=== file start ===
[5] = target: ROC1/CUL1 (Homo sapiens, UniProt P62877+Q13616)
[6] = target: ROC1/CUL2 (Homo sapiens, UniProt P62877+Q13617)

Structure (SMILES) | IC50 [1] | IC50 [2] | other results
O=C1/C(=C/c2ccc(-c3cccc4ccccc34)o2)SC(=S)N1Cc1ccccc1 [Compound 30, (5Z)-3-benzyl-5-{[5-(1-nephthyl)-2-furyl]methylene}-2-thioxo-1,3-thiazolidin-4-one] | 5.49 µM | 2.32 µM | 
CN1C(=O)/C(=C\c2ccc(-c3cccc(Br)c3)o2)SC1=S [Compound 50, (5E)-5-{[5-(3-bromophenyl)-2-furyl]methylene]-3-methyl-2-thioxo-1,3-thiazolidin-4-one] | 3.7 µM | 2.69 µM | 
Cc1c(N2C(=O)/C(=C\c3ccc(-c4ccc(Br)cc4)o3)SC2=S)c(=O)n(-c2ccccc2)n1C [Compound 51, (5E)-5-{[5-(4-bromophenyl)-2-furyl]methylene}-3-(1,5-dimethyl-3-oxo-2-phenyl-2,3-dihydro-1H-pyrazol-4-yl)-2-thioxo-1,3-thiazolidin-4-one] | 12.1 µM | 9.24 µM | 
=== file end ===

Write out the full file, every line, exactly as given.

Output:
[5] = target: ROC1/CUL1 (Homo sapiens, UniProt P62877+Q13616)
[6] = target: ROC1/CUL2 (Homo sapiens, UniProt P62877+Q13617)

Structure (SMILES) | IC50 [1] | IC50 [2] | other results
O=C1/C(=C/c2ccc(-c3cccc4ccccc34)o2)SC(=S)N1Cc1ccccc1 [Compound 30, (5Z)-3-benzyl-5-{[5-(1-nephthyl)-2-furyl]methylene}-2-thioxo-1,3-thiazolidin-4-one] | 5.49 µM | 2.32 µM | 
CN1C(=O)/C(=C\c2ccc(-c3cccc(Br)c3)o2)SC1=S [Compound 50, (5E)-5-{[5-(3-bromophenyl)-2-furyl]methylene]-3-methyl-2-thioxo-1,3-thiazolidin-4-one] | 3.7 µM | 2.69 µM | 
Cc1c(N2C(=O)/C(=C\c3ccc(-c4ccc(Br)cc4)o3)SC2=S)c(=O)n(-c2ccccc2)n1C [Compound 51, (5E)-5-{[5-(4-bromophenyl)-2-furyl]methylene}-3-(1,5-dimethyl-3-oxo-2-phenyl-2,3-dihydro-1H-pyrazol-4-yl)-2-thioxo-1,3-thiazolidin-4-one] | 12.1 µM | 9.24 µM | 